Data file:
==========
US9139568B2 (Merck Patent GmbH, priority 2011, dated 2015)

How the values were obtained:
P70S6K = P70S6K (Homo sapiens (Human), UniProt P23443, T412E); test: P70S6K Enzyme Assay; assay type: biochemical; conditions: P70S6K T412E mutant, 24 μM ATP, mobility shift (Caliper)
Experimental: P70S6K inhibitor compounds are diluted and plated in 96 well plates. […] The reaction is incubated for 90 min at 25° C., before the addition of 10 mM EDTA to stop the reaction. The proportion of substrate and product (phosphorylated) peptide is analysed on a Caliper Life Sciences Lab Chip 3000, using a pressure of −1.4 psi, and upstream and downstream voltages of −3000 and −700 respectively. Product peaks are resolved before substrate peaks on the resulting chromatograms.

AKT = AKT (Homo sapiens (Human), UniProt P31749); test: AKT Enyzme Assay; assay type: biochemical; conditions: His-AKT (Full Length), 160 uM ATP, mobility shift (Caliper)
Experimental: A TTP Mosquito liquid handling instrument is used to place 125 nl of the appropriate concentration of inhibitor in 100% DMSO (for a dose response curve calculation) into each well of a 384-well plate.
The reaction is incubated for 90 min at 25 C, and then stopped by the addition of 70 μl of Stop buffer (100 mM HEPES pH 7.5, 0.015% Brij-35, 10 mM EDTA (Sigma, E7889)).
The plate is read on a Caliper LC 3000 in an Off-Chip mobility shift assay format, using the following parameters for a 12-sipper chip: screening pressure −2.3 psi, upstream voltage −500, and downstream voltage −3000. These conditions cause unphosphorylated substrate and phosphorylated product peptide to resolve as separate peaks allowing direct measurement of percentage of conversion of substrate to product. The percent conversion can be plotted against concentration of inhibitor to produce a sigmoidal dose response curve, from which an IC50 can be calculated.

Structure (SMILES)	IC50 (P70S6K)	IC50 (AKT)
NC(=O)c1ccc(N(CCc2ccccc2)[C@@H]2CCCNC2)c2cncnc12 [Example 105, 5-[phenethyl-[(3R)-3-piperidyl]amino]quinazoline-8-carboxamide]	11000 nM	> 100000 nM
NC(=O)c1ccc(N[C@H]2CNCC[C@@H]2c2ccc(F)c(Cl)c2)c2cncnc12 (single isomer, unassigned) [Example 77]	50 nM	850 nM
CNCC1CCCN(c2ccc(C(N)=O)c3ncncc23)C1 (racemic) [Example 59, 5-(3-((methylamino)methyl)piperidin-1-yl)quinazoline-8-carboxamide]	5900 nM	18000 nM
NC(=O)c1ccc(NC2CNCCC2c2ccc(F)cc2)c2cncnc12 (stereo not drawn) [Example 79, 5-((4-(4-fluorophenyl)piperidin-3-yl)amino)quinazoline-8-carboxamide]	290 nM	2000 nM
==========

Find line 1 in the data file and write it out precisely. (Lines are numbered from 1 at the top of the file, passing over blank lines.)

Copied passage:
US9139568B2 (Merck Patent GmbH, priority 2011, dated 2015)